US: Climate change is moving the North Pole toward Europe as melting polar ice caps and shrinking lakes redistribute the weight of the Earth’s water, according to a new report from NASA. The report is derived from data obtained from NASA satellites to plot the continuing shift in the Earth’s axis caused by weight redistribution, lead NASA researcher Surendra Adhikari told in an interview.
“This is the first time we have solid evidence that changes in land water distribution on a global scale also shift which direction the axis moves to. The recent shift from the 20th-century direction is very dramatic,” he said.
The report say, this is different from magnetic North, which is also moving, but currently located near Siberia. The North Pole, which was once moving slowly toward Canada, is now drifting toward Europe, Adhikari told National Geographic. The Earth spins on its axis, which we identify as an imaginary line running through the North and South poles. Shrinkage of the polar ice caps, along with the massive loss of inland water as seas and lakes dry up, has caused the weight of the Earth’s oceans to move resulting in the movement of the poles.
“What we have shown is that melting ice and a pattern of continental water storage are combining to cause a dramatic shift in the direction of the pole.”
Although the Earth’s rotation is stable it tends to wobble very slightly from side to side like a spinning top, resulting in slight movement of the North and South poles. Scientists have been tracking this movement since 1899 by using the position of the stars and later, satellite data. The poles have moved by centimeters throughout the years, but since 2000, the North Pole has been moving a steady 75 degrees as it heads toward Europe and the Prime Meridian, Adhikari told National Geographic.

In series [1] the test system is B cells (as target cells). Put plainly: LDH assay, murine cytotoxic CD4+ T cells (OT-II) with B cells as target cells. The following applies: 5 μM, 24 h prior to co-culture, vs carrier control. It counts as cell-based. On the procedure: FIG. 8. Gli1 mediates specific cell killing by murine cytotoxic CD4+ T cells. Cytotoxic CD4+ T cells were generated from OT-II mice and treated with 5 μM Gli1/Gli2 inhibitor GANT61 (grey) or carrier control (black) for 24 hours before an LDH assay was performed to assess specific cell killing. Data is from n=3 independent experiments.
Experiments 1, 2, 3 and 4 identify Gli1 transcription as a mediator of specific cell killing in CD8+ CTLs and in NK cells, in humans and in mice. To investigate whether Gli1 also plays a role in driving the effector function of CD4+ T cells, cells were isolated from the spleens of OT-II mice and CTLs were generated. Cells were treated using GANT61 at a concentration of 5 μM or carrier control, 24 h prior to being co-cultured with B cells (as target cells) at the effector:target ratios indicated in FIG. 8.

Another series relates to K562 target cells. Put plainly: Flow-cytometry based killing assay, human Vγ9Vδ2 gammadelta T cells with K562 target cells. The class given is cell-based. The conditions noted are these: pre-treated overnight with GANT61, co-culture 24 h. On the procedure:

“That may seem like a tiny variation, but there is very important information embedded in that.”
The poles are now moving at about 10 centimeters per year so there’s no reason to panic yet, but our grandchildren may have to redraw the map if this movement continues, University of Texas researcher Jianli Chen told the Express.
“There is nothing to worry about. It is just another interesting effect of climate change.”
Of greater worry to scientists is the number of major cities in the world that could be underwater in a matter of decades if the catastrophic effects of climate change aren’t reversed. A research paper published in the Atmospheric Chemistry and Physics journal warn major cities like New York, London, and Shanghai could be underwater within 50 years if the polar ice caps continue to melt.
“There is an urgency to slow carbon dioxide emissions.”
If ocean levels continue to rise at their current pace, the Florida Keys could disappear and much of Miami will be under water, as will large parts of Louisiana and North Carolina, Western Michigan University Geoscience Professor Michelle Kominz told WinCountry. The West Coast should fare better than the East Coast because of its steeper shores, but much of Los Angeles and San Francisco will be under water.